Reckitt Mead Johnson found 'negligent' over baby death - expert legal view

By Teodora Lyubomirova

- Last updated on GMT


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The company was ordered to pay $60m to the mother of a preterm infant, whose death was linked to the use of Enfamil-branded cow’s milk-based infant formula.

FTSE 100 member Reckitt Benckiser Group Plc saw its shares plummet 15% on Friday, March 15 as news of the ruling spooked investors; share prices have started to recover this morning, March 18, but remain around 15% down in the year to date at the time of writing.

At an Illinois district court on March 13, Reckitt Mead Johnson was ordered to pay damages amounting to $60m to the plaintiff, Jasmine Watson, after concluding that the company failed to warn of the risks associated with the use of its cow’s milk-based infant formula Enfamil in preterm infants. Watson was the mother of a preterm baby who was fed Enfamil and later developed a fatal case of necrotizing enterocolitis (NEC), an intestinal disease that mostly affects premature babies. Watson’s lawyers from Keller Postman successfully argued that scientific evidence supported a link between cow’s milk-based formula and the development of NEC in preterm infants.

The firm, which is one of several US law firms that represents parents in NEC/infant formula litigation lawsuits, claims there are ‘numerous randomized controlled trials’ that have confirmed this link. Reckitt Mead Johnson has said it does not believe its products cause NEC and will pursue an appeal.

The ruling was the first to link a baby’s death to the use of cow’s milk infant formula, but hundreds more similar cases await trial. In Illinois alone, a total of 470 infant formula lawsuits had been filed, all against Abbott Laboratories, a competitor to Reckitt Mead Johnson and the maker of bovine milk-based infant formula brand Similac. Of those cases, 405 are pending.

In a statement issued Friday​, Reckitt Benckiser Group, of which Reckitt Mead Johnson forms part, said that it was ‘surprised and deeply disappointed with the verdict’ and that the consumer goods major ‘stands by’ the safety of its products. 

“We strongly reject any assertion that any of our products cause NEC, a serious gastrointestinal problem that mostly affects premature infants,” the company stated. 

“While we continue to offer our deepest condolences to Ms. Watson, we strongly disagree with the jury's decision to fault Mead Johnson and award damages. We continue to believe that the allegations from the plaintiff's lawyers in this case were not supported by the science or experts in the medical community.  This was underscored during the trial by a dozen neonatologists.

“It is important to note that this is a single verdict in a single case and should not be extrapolated.

“This case, and others like it, exclusively involve products used under the strict supervision of neonatologists in neonatal intensive care units and provide life-saving nutrition options for vulnerable premature infants.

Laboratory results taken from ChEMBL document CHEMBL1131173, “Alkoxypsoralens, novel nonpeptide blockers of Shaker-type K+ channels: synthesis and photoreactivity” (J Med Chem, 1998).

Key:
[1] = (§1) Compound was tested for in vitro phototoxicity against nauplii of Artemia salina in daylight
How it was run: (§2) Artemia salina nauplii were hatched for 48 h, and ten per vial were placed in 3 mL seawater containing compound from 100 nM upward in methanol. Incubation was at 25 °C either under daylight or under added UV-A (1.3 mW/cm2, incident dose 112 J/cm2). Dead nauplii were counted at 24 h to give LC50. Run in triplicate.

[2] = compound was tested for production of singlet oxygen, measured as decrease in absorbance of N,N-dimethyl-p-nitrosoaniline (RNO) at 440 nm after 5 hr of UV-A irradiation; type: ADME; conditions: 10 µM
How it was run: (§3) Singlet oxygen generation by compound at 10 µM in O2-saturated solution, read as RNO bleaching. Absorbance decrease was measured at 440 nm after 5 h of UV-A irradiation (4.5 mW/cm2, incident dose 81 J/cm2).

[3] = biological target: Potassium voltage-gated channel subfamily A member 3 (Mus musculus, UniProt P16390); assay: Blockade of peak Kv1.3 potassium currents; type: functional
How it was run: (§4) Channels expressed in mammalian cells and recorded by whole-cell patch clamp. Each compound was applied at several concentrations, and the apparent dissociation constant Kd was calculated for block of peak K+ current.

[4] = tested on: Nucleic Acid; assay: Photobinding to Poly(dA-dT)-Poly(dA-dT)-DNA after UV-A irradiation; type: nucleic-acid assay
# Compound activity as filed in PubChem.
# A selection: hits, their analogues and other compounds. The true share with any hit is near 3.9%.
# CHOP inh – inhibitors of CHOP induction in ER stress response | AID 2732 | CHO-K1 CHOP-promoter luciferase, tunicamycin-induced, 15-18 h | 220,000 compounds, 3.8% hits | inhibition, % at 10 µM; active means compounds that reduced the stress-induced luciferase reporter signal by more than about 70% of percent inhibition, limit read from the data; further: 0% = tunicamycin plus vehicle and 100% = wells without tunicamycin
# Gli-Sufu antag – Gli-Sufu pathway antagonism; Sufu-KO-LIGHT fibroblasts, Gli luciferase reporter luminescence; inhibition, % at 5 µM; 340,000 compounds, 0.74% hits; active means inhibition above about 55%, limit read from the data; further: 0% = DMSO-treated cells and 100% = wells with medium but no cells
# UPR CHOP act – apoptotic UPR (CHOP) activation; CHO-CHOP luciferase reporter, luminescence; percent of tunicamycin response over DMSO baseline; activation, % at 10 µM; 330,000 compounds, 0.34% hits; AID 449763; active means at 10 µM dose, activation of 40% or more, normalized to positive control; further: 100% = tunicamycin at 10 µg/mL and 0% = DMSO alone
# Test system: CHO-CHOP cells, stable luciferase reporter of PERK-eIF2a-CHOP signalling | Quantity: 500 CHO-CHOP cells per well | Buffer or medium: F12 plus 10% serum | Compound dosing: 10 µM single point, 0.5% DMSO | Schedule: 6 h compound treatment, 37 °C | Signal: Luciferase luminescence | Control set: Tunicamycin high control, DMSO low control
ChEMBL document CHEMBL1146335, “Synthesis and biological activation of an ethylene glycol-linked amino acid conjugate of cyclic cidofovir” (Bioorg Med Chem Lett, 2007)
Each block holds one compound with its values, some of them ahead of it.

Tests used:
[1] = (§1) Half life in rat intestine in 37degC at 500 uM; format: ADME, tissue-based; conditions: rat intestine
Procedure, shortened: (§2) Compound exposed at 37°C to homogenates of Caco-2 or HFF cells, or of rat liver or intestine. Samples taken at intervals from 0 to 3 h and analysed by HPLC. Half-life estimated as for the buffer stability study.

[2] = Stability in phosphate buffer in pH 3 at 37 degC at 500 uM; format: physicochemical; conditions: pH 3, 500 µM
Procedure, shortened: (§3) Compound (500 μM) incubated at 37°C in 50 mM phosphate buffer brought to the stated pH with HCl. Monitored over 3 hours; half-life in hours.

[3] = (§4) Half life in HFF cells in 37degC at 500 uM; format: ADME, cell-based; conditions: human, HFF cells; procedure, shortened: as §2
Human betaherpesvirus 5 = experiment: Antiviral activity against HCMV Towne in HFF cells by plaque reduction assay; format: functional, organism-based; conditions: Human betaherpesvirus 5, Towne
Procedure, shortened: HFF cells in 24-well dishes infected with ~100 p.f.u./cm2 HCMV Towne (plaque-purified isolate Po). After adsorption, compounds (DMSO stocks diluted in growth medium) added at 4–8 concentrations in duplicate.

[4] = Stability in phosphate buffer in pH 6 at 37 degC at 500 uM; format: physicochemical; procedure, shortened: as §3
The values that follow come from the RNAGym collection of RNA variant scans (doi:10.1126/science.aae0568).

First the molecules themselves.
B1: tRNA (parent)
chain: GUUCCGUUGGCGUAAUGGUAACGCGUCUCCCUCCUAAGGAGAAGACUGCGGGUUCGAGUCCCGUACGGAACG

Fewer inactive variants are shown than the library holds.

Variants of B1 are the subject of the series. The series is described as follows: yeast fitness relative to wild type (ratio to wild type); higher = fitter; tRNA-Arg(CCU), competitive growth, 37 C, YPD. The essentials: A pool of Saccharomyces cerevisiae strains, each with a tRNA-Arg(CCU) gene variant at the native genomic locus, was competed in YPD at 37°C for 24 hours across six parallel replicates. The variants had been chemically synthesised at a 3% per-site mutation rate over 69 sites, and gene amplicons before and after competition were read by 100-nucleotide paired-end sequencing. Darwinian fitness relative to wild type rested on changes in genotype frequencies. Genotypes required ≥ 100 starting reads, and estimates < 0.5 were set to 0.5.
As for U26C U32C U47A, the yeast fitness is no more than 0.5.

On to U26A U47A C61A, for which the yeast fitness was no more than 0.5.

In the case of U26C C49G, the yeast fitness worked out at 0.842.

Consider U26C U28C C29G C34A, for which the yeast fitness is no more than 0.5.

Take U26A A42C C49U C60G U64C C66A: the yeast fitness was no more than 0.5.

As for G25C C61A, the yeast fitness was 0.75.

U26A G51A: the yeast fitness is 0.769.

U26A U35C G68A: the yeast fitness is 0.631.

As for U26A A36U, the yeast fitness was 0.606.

“We are of course, surprised and deeply disappointed with the verdict and will pursue all options to have it overturned.”

A watershed moment?

DairyReporter reached out to Michelle Madden Dempsey, a Villanova University professor of law who has worked as a plaintiff's tort litigator in a Chicago-based personal injury law firm, to find out what implications this ruling could have on future litigation. With hundreds of similar cases set to be tried, could this ruling influence the outcome of other cases arguing similar claims?

"Each case will be tried by different juries, so this jury’s decision is not likely to influence other jury’s decisions," the professor told us. "Indeed, I suspect that, during the voir dire​ process, future potential jurors will be asked if there are aware of any litigation regarding this matter – and that any potential jurors who are aware will be excluded from service through a pre-emptory challenge by the defence.

"Surely, if any potential juror stated that they are aware to this verdict and would be influenced by it, that juror would be 'struck for cause', i.e. excluded from the jury by the judge, without requiring either party to use one of its limited peremptory challenges."

All that said, this verdict does not bode well for the defendant. Clearly, this jury was convinced by the plaintiff’s experts – so it stands to reason that future juries may be similarly convinced."

Turning to the amount of damages awarded to the plaintiff - whose legal team was seeking $25m but received more than double that amount - Dempsey said it was rare for a jury to award a greater amount of damages than the plaintiff requested. "The large verdict indicates that the jury was sympathetic to the plaintiff’s loss, which is not surprising in a case where a tiny baby suffered a horrible death and the mother/family is left to grieve her child’s loss. It is a heart-breaking experience, of course, and the jury must have been deeply impacted by the testimony it heard."

She added that the verdict may be one of the largest in St. Clair County's history. "Typically, the largest verdicts in Illinois are handed down in Cook County, where Chicago is located. While I’m not entirely sure, I believe this verdict might be one of the largest in St. Clair County history."

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